Barry Schwartz’s Urgent Call For Practical Wisdom

I love how he sums up Aristotle’s notion of practical wisdom, to paraphrase, “practical wisdom is about having a moral will and a moral skill”. The entire talk is a great defense of wisdom, the skill of moral judgment, against cultural overemphases on bureaucratic reliance on rules at the expense of all thinking: Schwartz’s books [Read More...]

How Our Morality Realizes Our Humanity

In a previous post, I discussed the intrinsic connection between being and goodness and between functional activity and being.  I argued, for example that the various components of a heart need to function as a heart to be a heart and similarly that a human being must act morally to realize her humanity.  Specifically, I [Read More...]

The Harmony Of Humility And Pride

Previously I have argued that pride is the proper identification of the self with whatever excellently expresses, manifests, reflects, results from, or causes one’s own excellence. It is only fitting that we feel that we love and admire that which is good and love and admire it more the better it is and less the [Read More...]

Disambiguating Faith: Implicit Faith

In last night’s installment of the “Disambiguating Faith” series, I talked about the difference between, on the one hand, volitionally choosing to believe something that is either not rationally warranted or which is positively refuted by the available evidence, and, on the other hand, simply thinking one has rational warrant for one’s belief and yet [Read More...]

Disambiguating Faith: Defending My Definition Of Faith As “Belief Or Trust Beyond Rational Warrant”

Last week I responded to David Crowther’s argument that we should equally consider all beliefs that are not 100% certain to be “faith beliefs”.  I argued that the word “belief” already covers the fact that we are fallible human beings and as such even our most nearly 100% certain propositions about the world are always [Read More...]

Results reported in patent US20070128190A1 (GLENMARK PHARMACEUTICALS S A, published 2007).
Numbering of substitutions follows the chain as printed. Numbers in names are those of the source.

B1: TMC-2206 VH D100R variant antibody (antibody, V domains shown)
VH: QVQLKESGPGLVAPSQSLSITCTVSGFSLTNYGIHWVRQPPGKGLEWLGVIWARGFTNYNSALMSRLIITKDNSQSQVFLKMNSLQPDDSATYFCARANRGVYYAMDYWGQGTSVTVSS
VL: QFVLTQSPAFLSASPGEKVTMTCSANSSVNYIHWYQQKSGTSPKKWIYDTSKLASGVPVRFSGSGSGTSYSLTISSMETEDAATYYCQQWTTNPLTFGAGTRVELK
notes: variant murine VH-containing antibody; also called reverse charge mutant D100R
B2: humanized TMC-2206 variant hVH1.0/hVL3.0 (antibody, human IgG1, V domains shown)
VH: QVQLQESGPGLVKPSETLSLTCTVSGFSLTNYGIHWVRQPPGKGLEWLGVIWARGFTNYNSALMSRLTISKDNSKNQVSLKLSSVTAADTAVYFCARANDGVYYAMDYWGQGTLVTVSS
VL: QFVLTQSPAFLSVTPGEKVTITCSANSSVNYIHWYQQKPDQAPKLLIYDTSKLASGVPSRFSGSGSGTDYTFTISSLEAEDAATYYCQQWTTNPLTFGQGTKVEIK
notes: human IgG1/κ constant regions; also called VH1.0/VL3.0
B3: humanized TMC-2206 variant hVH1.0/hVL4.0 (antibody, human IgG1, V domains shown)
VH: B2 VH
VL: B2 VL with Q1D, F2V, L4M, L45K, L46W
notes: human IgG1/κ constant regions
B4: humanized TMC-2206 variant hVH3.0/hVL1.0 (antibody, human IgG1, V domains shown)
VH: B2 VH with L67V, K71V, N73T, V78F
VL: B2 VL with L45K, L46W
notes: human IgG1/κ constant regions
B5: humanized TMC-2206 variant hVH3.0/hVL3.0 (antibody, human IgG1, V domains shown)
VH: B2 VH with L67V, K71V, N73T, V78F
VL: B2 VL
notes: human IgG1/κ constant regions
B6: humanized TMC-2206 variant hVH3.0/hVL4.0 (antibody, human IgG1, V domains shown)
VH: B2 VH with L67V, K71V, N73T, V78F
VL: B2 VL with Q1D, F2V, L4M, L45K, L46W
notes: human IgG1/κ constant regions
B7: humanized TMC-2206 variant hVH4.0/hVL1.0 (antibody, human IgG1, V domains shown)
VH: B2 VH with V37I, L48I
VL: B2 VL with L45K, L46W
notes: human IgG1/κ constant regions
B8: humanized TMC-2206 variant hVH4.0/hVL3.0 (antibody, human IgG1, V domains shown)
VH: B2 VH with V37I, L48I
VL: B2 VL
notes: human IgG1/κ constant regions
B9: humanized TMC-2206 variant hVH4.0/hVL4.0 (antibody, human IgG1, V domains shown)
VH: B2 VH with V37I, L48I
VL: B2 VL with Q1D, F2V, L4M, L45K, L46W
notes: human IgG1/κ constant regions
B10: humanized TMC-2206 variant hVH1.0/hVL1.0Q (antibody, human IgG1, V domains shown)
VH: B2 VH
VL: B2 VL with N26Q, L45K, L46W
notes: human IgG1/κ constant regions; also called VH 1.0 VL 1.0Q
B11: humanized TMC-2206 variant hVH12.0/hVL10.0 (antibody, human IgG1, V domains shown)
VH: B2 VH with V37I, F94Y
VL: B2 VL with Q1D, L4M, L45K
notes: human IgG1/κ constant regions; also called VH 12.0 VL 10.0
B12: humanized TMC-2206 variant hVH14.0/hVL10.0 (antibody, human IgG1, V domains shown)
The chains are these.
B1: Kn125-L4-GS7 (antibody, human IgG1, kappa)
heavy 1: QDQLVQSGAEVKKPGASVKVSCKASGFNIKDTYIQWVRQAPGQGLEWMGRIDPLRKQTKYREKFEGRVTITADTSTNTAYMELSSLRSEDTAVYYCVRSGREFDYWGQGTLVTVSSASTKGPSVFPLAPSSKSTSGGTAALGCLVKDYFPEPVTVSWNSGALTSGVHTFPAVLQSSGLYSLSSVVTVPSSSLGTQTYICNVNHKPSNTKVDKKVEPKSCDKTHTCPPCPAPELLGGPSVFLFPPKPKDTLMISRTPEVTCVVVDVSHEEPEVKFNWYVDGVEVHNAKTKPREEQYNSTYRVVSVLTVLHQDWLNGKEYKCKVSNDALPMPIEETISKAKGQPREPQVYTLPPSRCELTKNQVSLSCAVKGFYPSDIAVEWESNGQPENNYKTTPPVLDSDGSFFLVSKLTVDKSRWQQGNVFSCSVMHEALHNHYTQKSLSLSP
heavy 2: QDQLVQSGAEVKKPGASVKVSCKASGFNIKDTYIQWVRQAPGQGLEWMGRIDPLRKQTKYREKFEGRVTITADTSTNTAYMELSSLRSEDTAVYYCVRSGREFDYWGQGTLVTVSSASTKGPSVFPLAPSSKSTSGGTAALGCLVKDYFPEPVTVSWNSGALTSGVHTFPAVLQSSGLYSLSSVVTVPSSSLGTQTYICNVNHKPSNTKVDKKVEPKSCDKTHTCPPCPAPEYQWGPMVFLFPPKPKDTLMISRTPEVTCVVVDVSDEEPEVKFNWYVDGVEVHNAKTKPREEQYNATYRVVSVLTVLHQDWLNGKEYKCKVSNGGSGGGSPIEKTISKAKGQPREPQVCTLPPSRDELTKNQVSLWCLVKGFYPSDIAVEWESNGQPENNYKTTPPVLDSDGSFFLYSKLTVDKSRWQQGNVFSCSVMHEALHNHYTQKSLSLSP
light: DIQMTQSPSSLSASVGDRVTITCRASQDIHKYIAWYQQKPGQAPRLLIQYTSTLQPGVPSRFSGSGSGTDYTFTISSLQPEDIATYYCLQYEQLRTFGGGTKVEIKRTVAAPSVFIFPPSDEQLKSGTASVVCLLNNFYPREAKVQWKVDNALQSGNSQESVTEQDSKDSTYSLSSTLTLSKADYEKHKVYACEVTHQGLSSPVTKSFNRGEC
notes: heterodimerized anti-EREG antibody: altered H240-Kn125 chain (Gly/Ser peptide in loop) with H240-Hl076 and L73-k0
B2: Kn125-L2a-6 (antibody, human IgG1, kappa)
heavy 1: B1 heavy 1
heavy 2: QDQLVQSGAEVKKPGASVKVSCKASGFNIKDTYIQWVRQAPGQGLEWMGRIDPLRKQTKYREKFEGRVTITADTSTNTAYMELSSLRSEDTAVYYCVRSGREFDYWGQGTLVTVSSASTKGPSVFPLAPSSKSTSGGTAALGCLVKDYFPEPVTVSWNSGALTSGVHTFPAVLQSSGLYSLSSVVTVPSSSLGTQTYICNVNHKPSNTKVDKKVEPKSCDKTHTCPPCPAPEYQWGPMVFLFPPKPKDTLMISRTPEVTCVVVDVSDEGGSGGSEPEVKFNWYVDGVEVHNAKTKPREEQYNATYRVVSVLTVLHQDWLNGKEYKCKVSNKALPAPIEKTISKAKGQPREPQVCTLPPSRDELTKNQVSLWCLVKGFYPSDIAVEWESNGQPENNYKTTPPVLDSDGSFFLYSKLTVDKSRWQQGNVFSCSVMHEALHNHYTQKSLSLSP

Rightful Pride: Identification With One’s Own Admirable Powers And Effects

Pride is essentially the personal identification with something admirable.  When I am rightly proud of my traits, I rightly take the traits themselves each to be admirable in one way or another and rightly take myself to be admirable insofar as they are part of me and expressions of me.  When I am rightly proud [Read More...]

Disambiguating Faith: Why Faith Is Unethical (Or “In Defense Of The Ethical Obligation To Always Proportion Belief To Evidence”)

A couple of weeks ago, I argued that there was a real distinction between “lacking a belief in any God or gods” on the one hand and “believing there is no God (or gods)” on the other hand.  Primarily I saw the heart of the distinction as resting with the difference between on the one [Read More...]

Michael Shermer On “The Pattern Behind Self-Deception”

Shermer does TED and explains how two of the brain’s most basic, hard-wired traits, useful for survival, backfire on us: Your Thoughts? [Read more...]

Michael Sandel On “The Lost Art Of Democratic Debate”

A good video from Harvard philosopher Michael Sandel, who recently wrote a book on justice for a popular audience, Justice: What’s the Right Thing to Do?, and who last year released on YouTube high production value videos encapsulating his lectures for his standard introductory level ethics class at Harvard. You can start watching those videos here. [Read More...]


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